Complexity Dojo/Diagonalization

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Major Theorems: Cook-Levin - Savitch's - Ladner's - Blum Speedup - Impagliazzo-Widgerson - Toda's - Natural Proofs

Proof Techniques: Diagonalization


Diagonalization refers to a method of proving that some enumeration \{s_1, s_2,\dots\} of an infinite set misses at least one element.

Example

Perhaps the best way to introduce the idea is in a context other than complexity theory. Georg Cantor famously applied diagonalization to show that the set of real numbers is strictly larger than the set of integers, despite that they are both infinite. We shall show here a seemingly weaker version, where we show that \left\vert\mathbb{R}\right\vert > \left\vert\mathbb{N}\right\vert, but it is easy to show that the integers and natural numbers have the same cardinality.

Theorem (Cantor's Diagonalization Argument). The set of real numbers \mathbb{R} is strictly larger than the set of natural numbers \mathbb{N}. That is, there exists an injection (one-to-one function) f : \mathbb{N}\to\mathbb{R}, but that any such f fails to be surjective (onto).


Proof: Showing that an injective function f : \mathbb{N}\to\mathbb{R} exists is trivial; consider f(n) = n. On the other hand, suppose for the sake of contradiction that there exists some f of the same form which is bijective (one-to-one and onto). Then, we can enumerate the real numbers: \{f(1), f(2), f(3), \dots\}. In particular, if we write out the decimal expansion of f(i) as f(i) = f_{i1} f_{i2} \dots, where each f_{ij} \in {0, 1, 2, 3, 4, 5, 6, 7, 8, 9}, then we can make a table as follows:

f(1)=f_{11}f_{12}f_{13}f_{14}f_{15}\cdots
f(2)=f_{21}f_{22}f_{23}f_{24}f_{25}\cdots
f(3)=f_{31}f_{32}f_{33}f_{34}f_{35}\cdots
f(4)=f_{41}f_{42}f_{43}f_{44}f_{45}\cdots
f(5)=f_{51}f_{52}f_{53}f_{54}f_{55}\cdots

Now, consider g=g_1 g_2 g_3 \dots, where each g_i = f_{ii} + 1 \bmod 10. For example, if f_{22} = 9, then g_2 = 0. Intuitively, we construct g by selecting digits from the diagonal of the table above, and shifting each by one. But then, we claim that for any i\in\mathbb{N}, g\ne f(i). To see this, note that f(i) and g must differ in at least one digit–the i^{\mathrm{th}} digit–by construction. (Note that there is a slight technicality that we're sweeping under the rug here: 0.999.... = 1.0000, but they differ in every digit. I say that this technicality is slight, however, as we could deal with this as a special case.)

Therefore, g is not in our enumeration and so f is not surjective. ▪

Applications

This is the most clean and intuitive example of how diagonalization arguments go, and shows the general pattern by which the method works. If we want to show that an enumeration is incomplete, then we construct a new element that is different from every single other item in that enumeration by construction. Though we have given a very specific example here, the argument generalizes to show that the cardinality of a set is always strictly less than that of its power set (see this article on MathWorld for more details).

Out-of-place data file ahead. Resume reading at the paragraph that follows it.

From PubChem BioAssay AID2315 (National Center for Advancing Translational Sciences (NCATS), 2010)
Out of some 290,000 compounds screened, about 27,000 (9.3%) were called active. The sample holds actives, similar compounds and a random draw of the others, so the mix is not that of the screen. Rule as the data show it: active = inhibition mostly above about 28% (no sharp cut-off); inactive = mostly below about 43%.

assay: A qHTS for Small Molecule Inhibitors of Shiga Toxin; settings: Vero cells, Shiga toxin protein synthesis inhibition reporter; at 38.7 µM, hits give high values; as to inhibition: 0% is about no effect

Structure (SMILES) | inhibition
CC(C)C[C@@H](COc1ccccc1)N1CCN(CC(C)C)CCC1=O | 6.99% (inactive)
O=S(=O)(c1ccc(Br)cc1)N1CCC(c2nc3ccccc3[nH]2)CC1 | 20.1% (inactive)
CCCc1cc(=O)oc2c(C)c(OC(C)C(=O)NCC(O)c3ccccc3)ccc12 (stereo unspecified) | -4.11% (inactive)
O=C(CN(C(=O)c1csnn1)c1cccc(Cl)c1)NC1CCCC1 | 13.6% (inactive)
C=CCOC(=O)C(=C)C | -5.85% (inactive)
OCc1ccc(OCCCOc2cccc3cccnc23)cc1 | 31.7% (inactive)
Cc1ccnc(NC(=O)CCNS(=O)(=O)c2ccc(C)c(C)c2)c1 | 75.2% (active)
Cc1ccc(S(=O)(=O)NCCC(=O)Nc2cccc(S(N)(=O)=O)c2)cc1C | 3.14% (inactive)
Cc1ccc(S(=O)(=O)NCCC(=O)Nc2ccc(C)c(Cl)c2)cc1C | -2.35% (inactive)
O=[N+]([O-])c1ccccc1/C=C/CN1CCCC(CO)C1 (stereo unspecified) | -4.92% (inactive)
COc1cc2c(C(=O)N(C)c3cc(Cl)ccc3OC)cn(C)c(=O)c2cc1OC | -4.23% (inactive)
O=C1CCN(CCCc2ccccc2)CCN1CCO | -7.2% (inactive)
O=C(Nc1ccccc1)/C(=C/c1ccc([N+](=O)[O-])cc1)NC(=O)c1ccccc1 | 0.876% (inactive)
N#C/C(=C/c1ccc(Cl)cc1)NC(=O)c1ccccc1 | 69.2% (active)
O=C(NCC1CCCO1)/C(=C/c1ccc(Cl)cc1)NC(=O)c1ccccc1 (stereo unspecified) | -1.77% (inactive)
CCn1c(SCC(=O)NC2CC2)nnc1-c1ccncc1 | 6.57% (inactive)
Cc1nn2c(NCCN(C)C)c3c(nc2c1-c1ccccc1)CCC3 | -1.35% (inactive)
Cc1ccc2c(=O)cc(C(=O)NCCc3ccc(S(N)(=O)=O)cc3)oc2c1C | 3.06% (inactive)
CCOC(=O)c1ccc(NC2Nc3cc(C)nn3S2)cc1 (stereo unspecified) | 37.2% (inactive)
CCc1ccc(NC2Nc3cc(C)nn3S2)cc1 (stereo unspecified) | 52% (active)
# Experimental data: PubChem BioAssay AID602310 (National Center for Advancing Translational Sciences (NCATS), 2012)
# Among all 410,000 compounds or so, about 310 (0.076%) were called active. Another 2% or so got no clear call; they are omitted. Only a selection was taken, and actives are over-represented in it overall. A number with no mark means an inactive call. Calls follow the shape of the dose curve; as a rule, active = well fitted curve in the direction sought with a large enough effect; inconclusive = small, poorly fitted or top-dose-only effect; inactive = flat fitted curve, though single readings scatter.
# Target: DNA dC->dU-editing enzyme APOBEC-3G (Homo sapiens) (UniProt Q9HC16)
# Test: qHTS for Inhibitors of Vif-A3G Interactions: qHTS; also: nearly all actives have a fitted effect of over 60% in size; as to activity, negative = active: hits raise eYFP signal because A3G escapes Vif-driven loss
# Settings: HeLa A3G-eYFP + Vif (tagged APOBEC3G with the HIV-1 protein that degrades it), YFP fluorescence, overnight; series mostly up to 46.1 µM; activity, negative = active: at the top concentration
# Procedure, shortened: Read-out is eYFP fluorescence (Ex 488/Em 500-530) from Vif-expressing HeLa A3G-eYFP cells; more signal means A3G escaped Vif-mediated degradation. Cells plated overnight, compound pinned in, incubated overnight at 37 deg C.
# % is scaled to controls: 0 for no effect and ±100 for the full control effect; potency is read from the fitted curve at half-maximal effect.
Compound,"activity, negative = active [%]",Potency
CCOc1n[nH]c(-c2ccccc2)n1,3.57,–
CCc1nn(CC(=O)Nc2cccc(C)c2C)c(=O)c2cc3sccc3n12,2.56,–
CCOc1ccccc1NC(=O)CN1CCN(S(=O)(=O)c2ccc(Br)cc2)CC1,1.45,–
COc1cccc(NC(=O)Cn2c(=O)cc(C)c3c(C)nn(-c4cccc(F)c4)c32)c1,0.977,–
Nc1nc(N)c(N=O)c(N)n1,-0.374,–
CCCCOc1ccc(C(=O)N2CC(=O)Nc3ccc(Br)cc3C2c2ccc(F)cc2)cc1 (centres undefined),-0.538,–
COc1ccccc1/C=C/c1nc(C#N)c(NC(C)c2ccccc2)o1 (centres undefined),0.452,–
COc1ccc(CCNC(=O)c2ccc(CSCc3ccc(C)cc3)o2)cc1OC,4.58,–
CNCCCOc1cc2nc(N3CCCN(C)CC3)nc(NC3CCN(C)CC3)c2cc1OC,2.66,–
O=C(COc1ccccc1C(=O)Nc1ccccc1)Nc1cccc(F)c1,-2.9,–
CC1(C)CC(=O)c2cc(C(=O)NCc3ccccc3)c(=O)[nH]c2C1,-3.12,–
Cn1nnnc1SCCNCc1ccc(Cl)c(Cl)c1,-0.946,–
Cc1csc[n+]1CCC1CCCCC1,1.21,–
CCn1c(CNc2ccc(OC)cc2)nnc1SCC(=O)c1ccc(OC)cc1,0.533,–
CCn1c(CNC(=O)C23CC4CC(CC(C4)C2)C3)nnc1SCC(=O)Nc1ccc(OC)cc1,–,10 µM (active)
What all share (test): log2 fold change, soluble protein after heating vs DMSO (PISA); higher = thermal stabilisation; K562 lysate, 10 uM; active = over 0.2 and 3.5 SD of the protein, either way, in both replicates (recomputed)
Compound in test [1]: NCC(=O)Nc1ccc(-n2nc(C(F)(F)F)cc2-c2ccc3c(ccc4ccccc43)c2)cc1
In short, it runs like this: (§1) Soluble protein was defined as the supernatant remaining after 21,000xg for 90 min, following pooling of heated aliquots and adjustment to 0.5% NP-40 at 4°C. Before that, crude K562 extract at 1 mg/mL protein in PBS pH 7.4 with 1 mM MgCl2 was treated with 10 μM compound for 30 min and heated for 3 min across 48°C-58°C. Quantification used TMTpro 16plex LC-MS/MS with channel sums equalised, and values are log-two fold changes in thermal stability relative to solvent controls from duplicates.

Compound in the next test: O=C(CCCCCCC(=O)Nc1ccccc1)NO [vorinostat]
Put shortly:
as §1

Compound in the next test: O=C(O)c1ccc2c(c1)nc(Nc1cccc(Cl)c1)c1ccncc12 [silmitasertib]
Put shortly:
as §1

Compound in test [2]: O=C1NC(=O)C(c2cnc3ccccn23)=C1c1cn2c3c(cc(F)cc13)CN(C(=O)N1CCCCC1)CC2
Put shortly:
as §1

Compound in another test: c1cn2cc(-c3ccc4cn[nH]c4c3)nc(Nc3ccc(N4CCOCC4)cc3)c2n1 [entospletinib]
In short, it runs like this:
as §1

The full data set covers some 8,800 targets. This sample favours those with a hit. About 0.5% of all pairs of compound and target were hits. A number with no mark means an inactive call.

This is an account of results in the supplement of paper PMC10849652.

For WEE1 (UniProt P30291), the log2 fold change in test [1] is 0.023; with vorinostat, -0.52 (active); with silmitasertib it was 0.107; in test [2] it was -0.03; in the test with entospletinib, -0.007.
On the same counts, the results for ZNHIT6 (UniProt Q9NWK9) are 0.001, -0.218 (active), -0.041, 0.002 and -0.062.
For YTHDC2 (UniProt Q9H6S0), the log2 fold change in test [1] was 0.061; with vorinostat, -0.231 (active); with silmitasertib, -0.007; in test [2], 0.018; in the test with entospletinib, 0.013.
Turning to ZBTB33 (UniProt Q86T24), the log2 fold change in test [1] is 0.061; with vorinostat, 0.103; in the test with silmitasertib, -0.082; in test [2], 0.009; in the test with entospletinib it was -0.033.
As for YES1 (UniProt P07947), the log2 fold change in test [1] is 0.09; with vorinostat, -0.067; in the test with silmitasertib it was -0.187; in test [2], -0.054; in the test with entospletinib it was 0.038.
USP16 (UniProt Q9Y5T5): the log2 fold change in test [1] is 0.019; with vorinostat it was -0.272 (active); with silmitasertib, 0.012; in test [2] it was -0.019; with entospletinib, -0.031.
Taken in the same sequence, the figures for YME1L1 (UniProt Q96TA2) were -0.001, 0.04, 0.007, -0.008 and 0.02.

Many very important proofs in complexity theory work by diagonalization arguments, including:

Limits of Diagonalization

There are limits to the power of diagonalization, however. To see this, we need to take a brief detour into oracle land. We define an oracle Turing machine (OTM) for some problem O to be a Turing machine which has a special tape, called the oracle tape, and three special states q_{?}, q_{\mbox{yes}}, q_{\mbox{no}}. Whenever an OTM enters the special state q_?, in the next step its new state shall be either q_{\mbox{yes}} or q_{\mbox{no}}, depending on whether the contents w of satisfy w\in O. Given the set of Turing machines in a class A, we write that the class A^O is the set of oracle Turing machines, where the oracle is for the problem O. Thus, P3SAT is the set of polynomial-time deterministic Turing machines with oracles for 3SAT.

Diagonalization arguments treat TMs as black boxes, paying attention only to the fact that we can make an enumeration of machines and the ability to construct a new machine which simulates each machine in an enumeration with very little overhead. As such, we can substitute an oracle Turing machine for a Turing machine in any diagonalization argument. Since we can use this alternate model of computation in diagonalization arguments, any such argument which shows that A \ne B also implies that for any O, A^O = B^O. We say that diagonalization arguments relativize.

As an example of how this fundamentally limits the power of diagonalization arguments, note that [BGS75] showed that there exist oracles A,B such that PA = NPB and PB ≠ NPB. Thus no relativizing argument cannot prove either P = NP or P ≠ NP.

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